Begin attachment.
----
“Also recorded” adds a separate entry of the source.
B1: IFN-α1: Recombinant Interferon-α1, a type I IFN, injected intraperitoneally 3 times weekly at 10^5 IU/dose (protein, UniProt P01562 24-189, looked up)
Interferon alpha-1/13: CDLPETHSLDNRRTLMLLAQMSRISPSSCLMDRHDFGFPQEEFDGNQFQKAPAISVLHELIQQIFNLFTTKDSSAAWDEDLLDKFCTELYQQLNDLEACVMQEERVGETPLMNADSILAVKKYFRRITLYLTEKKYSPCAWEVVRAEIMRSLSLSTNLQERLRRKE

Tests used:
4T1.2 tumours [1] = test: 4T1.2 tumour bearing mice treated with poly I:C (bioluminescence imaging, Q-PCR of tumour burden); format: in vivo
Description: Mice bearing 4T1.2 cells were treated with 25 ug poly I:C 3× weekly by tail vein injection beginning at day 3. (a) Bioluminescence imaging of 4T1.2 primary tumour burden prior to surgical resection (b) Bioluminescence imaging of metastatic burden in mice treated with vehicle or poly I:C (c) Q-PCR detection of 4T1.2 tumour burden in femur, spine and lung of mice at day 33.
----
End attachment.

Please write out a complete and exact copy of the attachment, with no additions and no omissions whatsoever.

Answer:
“Also recorded” adds a separate entry of the source.
B1: IFN-α1: Recombinant Interferon-α1, a type I IFN, injected intraperitoneally 3 times weekly at 10^5 IU/dose (protein, UniProt P01562 24-189, looked up)
Interferon alpha-1/13: CDLPETHSLDNRRTLMLLAQMSRISPSSCLMDRHDFGFPQEEFDGNQFQKAPAISVLHELIQQIFNLFTTKDSSAAWDEDLLDKFCTELYQQLNDLEACVMQEERVGETPLMNADSILAVKKYFRRITLYLTEKKYSPCAWEVVRAEIMRSLSLSTNLQERLRRKE

Tests used:
4T1.2 tumours [1] = test: 4T1.2 tumour bearing mice treated with poly I:C (bioluminescence imaging, Q-PCR of tumour burden); format: in vivo
Description: Mice bearing 4T1.2 cells were treated with 25 ug poly I:C 3× weekly by tail vein injection beginning at day 3. (a) Bioluminescence imaging of 4T1.2 primary tumour burden prior to surgical resection (b) Bioluminescence imaging of metastatic burden in mice treated with vehicle or poly I:C (c) Q-PCR detection of 4T1.2 tumour burden in femur, spine and lung of mice at day 33.